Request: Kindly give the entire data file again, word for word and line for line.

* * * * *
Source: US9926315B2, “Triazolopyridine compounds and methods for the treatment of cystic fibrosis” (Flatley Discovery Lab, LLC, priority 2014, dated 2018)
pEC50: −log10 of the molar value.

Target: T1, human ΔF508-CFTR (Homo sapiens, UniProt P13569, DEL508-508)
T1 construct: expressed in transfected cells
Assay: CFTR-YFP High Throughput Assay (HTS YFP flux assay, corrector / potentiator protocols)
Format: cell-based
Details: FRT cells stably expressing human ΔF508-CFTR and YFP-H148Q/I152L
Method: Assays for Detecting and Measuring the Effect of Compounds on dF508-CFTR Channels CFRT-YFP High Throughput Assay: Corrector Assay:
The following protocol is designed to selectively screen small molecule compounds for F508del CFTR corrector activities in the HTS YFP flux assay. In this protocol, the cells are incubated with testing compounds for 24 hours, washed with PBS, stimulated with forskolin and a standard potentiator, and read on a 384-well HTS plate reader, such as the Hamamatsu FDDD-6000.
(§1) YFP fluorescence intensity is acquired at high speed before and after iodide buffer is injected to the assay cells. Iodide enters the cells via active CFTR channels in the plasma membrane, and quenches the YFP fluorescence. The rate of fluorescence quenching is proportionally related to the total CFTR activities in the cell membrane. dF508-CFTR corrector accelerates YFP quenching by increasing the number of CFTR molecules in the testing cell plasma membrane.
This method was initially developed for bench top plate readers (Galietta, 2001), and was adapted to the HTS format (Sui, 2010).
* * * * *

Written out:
Source: US9926315B2, “Triazolopyridine compounds and methods for the treatment of cystic fibrosis” (Flatley Discovery Lab, LLC, priority 2014, dated 2018)
pEC50: −log10 of the molar value.

Target: T1, human ΔF508-CFTR (Homo sapiens, UniProt P13569, DEL508-508)
T1 construct: expressed in transfected cells
Assay: CFTR-YFP High Throughput Assay (HTS YFP flux assay, corrector / potentiator protocols)
Format: cell-based
Details: FRT cells stably expressing human ΔF508-CFTR and YFP-H148Q/I152L
Method: Assays for Detecting and Measuring the Effect of Compounds on dF508-CFTR Channels CFRT-YFP High Throughput Assay: Corrector Assay:
The following protocol is designed to selectively screen small molecule compounds for F508del CFTR corrector activities in the HTS YFP flux assay. In this protocol, the cells are incubated with testing compounds for 24 hours, washed with PBS, stimulated with forskolin and a standard potentiator, and read on a 384-well HTS plate reader, such as the Hamamatsu FDDD-6000.
(§1) YFP fluorescence intensity is acquired at high speed before and after iodide buffer is injected to the assay cells. Iodide enters the cells via active CFTR channels in the plasma membrane, and quenches the YFP fluorescence. The rate of fluorescence quenching is proportionally related to the total CFTR activities in the cell membrane. dF508-CFTR corrector accelerates YFP quenching by increasing the number of CFTR molecules in the testing cell plasma membrane.
This method was initially developed for bench top plate readers (Galietta, 2001), and was adapted to the HTS format (Sui, 2010).